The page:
Apple Group Training Matters
Accidents and ill health associated with work lead not just to needless pain and suffering but to huge costs and loss of business continuity.
144 people were fatally injured in work-related accidents the UK in 2017/18, over 555,000 injuries occurred at work according to the Labour Force Survey, 71,062 injuries to employees reported under RIDDOR and 30.7 million working days where lost due to work-related illness including workplace injuries. (source HSE)
Ensuring a safe and healthy working environment has to be a key priority for employees, sub-contractors in fact anyone at work. This requires real competence, not just commitment and good intentions.
If you are a director, owner or manager of any business type, you will appreciate that you personally need to be competent to lead the management of the business safely under the Health and Safety at Work ACT.
This information sourced from the HSE will help you to also understand the importance of being systematic in ensuring that your employees and your contractors’ staff are competent when it comes to health and safety in the workplace.
The way that you approach health and safety training will speak volumes about your business, your values and your professionalism towards others employed or not employed.
So what are the benefits of investing in your workforce?
- Training will help your employees to identify the hazards, the risk and what controls required to adopt a safe and healthy working practice
- Help to avoid the pain, anguish and financial costs that accidents and ill health cause, not just to the injured parties but others
- Provide a positive culture of health and safety, in which unsafe and unhealthy working are not tolerated at work
- Enable your employees and others to spot ways to improve health and safety management within the workforce
- Enable the employer to meet the legal requirements to protect the health and safety of your employees and others whom you may not employ
Competence is more than having to attended a tool box talk or a safety training course, experience is key too.
You also need to establish safe practical procedures within the working environment to ensure that your company-organisation has the right people with the right training, knowledge and workplace skills to manage occupational risks.
Businesses have a legal duty under health and safety law as part of the health and safety at work act to provide information, training, instruction, supervision and a safe place of work to all employees which will help to enable them to carry out their work safely.
The problem is that some companies complain, this costs money and time (both of which are likely to be in short supply) yet if those with the responsibility provide a safe working environment, training and the tools to do the job, the benefits are that in the long term they will save money, increase profits as well as a much happier workforce.
The Health and Safety at Work etc. Act (HSWA) 1974 (Section 2) requires every employer to provide whatever information, instruction, training and supervision is necessary to ensure, “so far as is reasonably practicable”, the health and safety at work of their employees and others affected by their activities (source HSE)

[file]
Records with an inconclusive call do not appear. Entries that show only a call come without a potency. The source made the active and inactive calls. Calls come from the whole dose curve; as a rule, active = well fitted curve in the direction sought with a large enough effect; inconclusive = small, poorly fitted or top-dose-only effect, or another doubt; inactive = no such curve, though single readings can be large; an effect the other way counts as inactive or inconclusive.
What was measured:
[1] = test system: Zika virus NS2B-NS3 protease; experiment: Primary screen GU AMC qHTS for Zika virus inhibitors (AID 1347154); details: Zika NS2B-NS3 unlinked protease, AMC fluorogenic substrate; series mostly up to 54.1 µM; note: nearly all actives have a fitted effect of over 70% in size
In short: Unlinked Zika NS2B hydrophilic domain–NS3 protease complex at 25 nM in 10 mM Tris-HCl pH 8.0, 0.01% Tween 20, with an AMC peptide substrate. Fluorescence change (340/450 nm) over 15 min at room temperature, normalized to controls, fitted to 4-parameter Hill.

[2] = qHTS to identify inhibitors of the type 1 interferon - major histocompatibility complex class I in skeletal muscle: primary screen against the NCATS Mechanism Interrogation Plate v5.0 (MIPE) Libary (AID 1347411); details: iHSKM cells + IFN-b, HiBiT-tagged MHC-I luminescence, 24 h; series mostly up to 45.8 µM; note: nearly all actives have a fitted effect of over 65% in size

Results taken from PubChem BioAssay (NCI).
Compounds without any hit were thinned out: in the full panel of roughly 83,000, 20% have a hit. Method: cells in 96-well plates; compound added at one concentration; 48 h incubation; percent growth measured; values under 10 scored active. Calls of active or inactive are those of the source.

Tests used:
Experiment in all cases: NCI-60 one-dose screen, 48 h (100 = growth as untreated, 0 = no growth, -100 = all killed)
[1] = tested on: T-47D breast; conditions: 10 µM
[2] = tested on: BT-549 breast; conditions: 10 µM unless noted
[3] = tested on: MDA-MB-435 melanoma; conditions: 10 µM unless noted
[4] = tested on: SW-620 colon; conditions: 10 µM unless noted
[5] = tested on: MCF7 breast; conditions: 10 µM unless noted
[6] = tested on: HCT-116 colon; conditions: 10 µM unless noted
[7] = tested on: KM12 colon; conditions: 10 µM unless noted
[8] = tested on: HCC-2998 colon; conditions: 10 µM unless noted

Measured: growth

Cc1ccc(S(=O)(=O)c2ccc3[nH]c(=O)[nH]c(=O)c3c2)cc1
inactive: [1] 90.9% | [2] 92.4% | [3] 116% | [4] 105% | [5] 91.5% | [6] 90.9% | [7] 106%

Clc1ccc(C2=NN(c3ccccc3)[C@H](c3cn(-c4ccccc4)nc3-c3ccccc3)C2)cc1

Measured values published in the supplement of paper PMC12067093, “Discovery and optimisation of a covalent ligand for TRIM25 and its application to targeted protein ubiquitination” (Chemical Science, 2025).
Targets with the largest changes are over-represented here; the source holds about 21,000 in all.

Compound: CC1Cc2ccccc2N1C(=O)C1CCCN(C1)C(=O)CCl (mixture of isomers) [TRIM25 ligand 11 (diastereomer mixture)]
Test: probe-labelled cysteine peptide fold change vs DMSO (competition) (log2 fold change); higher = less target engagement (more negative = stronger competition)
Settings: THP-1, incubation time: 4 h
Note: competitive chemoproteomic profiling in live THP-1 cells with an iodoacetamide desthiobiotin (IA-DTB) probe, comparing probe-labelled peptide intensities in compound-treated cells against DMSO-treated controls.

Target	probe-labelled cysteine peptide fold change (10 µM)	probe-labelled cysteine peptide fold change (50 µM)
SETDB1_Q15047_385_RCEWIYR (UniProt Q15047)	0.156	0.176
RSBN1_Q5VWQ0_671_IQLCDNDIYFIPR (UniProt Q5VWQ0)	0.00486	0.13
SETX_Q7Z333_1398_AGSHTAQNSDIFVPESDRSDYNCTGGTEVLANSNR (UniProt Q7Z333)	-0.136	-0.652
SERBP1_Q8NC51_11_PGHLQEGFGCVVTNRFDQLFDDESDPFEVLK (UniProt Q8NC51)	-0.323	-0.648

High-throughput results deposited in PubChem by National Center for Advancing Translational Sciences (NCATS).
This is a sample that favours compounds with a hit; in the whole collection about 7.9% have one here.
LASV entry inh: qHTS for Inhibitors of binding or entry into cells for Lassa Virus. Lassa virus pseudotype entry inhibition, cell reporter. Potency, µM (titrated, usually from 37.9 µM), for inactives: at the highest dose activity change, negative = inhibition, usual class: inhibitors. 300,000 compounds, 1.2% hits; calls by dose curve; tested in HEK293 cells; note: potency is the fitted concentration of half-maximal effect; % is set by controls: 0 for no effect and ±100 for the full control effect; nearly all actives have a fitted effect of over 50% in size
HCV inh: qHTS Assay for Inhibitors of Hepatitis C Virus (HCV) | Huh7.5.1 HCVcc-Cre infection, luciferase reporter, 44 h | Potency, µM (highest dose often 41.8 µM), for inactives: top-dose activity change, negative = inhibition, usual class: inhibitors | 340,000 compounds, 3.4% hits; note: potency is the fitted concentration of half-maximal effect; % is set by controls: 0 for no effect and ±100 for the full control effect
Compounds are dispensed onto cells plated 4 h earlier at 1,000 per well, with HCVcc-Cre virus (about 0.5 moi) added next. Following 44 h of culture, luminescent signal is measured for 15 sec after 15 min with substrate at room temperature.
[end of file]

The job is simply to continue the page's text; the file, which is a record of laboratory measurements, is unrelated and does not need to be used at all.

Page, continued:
This is also amplified by the Management of Health and Safety at Work Regulations (MHSWR) 1999, which also identifies situations where health and safety training is particularly important, e.g. when people start work, on exposure to new or increased risks and where existing skills may have become rusty or need updating.
The starting point is risk assessment to identify hazards and the measures needed to control risks to health and safety.
While suitable physical safeguards and procedures will usually be necessary, training and the provision of information are also part of the mix so that people understand dangers and know their part in tackling them.
You may want to provide some health and safety training, including induction training, periodic tool-box talks and briefings, yourself, but unless you are competent to deliver it in-house, you will need outside help, for more information on this type of training contact Apple Group Training quote Train the Trainer.
The law requires you to have access to a suitable source of competent advice to help you manage health and safety and this includes providing you with advice on your health and safety training requirements and options for meeting them.
The MHSWR require you to take into account the capabilities, training, knowledge and experience of workers and ensure that the demands of their work do not exceed their ability to carry out their role without risk to themselves and others.
Some employees may have particular training needs, for example: new recruits need basic induction training into how to work safely, including arrangements for first aid, fire and evacuation.
People changing jobs or taking on extra responsibilities need to know about any new health and safety implications.
Young employees are particularly vulnerable to accidents and you need to pay particular attention to their needs, so their training should be a priority.
It is also important that new, inexperienced or young employees are adequately supervised. Skills need updating periodically by refresher training.
There are a number of other sets of regulations under the Health and Safety at Work ACT which include general or specific health and safety training requirements.
For more information on Training contact Apple Group on 0113 2573222